Failure of Cervical Artificial Discs Overview
Artificial disc replacements (ADRs) are mechanical devices that are designed to preserve movement when a spinal disc segment needs surgical attention. This surgery is normally due to a disc herniation that compresses a nerve but there are other disorders that can have indications for an ADR (bone spurs or mild degeneration).
These ADRs work by attaching to the bone of each endplate of the vertebra. The “internal structure” of the disc is the bearing surface and this is where artificial discs all differ. This bearing surface can be metal on plastic, metal on metal or a polymer cushion (a bushing-similar to a shock absorber in a car).
These artificial disc replacements are simple mechanical devices that can wear out or fail like any other mechanical devices. Failure can occur from wear of the bearing surfaces or failure of the bonding between the metal and bone of the vertebra. Occasionally, the bone can be too soft to support the artificial disc and the metal surface can erode or fracture into the bone.
The secondary restraints (the facets) have to be functioning and intact to make sure the internal workings of the disc will function as they were designed. If the facets have already failed (by erosion of the cartilage or erosion of the bone), the artificial disc will be prone to failure.
Failure of Cervical Artificial Discs Example
You can see an example of this by the pictures included here. This patient came to me after having a fusion of multiple levels in the neck. The level above the fusion had broken down and the patient developed a degenerative spondylolisthesis (a wearing of the facets allowing the vertebra above to translate forward on the vertebra below). This wear precluded the patient from having an artificial disc in my opinion as the stress that would be applied to this artificial disc would be too great to allow this disc to have longevity.
The patient wanted an ADR no matter what the circumstances and finally found a surgeon in Germany to implant this disc. This artificial disc lasted about one year before the disc broke down and malfunctioned. You can see the pictures of this eroded disc here one year after implantation. Without the intact facets to protect the disc, the plastic bearing surface of artificial disc wore down.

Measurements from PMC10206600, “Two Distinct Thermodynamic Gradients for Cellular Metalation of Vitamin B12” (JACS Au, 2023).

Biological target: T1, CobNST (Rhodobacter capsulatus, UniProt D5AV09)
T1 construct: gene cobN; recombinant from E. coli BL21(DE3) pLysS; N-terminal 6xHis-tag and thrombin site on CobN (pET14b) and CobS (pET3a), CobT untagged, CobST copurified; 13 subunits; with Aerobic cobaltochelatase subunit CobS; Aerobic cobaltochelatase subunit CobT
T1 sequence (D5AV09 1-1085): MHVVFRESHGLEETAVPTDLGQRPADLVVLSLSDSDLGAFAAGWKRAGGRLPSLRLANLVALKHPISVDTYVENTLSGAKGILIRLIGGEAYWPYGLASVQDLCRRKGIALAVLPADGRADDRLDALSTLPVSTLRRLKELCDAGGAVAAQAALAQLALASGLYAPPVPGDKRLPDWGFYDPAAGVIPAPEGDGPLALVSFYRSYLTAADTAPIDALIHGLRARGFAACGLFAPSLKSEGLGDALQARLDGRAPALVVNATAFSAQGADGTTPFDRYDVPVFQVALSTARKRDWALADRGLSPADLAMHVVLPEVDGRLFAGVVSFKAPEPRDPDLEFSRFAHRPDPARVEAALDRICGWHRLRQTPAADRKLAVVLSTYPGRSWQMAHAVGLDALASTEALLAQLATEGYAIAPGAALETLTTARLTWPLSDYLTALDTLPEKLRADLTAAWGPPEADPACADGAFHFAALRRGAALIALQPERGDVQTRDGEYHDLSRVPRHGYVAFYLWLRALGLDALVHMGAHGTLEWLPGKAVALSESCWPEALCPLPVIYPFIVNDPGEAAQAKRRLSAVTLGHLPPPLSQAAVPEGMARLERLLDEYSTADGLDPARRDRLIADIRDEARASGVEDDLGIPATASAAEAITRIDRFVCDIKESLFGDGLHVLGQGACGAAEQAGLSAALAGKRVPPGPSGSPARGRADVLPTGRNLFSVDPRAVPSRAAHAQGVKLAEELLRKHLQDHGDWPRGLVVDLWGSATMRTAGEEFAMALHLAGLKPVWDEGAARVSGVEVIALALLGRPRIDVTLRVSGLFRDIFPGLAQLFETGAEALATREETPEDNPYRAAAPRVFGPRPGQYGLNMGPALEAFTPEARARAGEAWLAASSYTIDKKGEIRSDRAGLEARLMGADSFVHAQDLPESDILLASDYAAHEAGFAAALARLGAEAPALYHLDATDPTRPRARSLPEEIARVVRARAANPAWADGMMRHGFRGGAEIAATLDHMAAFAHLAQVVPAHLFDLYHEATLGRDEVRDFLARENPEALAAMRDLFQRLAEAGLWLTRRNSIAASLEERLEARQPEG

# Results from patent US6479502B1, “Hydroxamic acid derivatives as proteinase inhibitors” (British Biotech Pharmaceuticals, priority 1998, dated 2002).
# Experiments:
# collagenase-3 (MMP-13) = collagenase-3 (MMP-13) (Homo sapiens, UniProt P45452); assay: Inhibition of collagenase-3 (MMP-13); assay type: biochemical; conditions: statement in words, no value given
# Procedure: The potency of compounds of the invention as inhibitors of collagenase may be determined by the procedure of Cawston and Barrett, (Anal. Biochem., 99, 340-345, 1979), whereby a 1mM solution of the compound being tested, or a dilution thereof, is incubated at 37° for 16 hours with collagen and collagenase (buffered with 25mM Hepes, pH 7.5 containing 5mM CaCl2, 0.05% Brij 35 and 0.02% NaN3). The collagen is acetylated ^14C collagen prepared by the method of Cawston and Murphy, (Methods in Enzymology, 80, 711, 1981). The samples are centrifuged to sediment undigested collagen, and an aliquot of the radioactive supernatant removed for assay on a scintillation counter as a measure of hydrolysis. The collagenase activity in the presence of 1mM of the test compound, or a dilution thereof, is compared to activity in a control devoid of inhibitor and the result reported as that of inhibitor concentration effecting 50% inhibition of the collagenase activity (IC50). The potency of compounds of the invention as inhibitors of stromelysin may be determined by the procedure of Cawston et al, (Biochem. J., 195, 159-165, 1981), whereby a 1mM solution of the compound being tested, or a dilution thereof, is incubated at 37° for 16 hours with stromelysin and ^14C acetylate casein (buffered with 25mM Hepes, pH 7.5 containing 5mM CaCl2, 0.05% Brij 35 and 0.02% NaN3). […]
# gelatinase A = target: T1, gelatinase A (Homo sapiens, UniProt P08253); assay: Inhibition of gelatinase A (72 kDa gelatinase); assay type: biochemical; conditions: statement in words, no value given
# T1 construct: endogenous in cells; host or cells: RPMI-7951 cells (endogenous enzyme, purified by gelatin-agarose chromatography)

This wear of the plastic surfaces created small debris-like particles that triggered the immune system into action. The white blood cells tried to ingest these particles and ultimately destroyed the bone that the metal of the disc rested on.
The attached video also notes another mode of erosion failure mode. This patient had a good initial indication for the artificial disc surgery and underwent surgery at another institution. Over time, due to increased activity, the disc fractured into the vertebral body. This displacement misaligns the two bearing surfaces and causes the disc surfaces to become incongruent. Pain and reduced motion is noted.
Revision of an ADR in the neck can be generally easily accomplished by converting it to an anterior cervical decompression and fusion (ACDF-see section on this website to better understand this procedure). Revision of a lower back (lumbar) ADR is more difficult as the approach through the abdomen (belly) is much more difficult in the face of scar from the prior surgery already used to implant this device.
Most patients are happy with this cervical revision surgery and the success rate is high.
To learn more about failure of cervical artificial discs, please contact the office of Dr. Donald Corenman, spine specialist and neck doctor serving the Vail, Aspen, Denver and Grand Junction, Colorado area.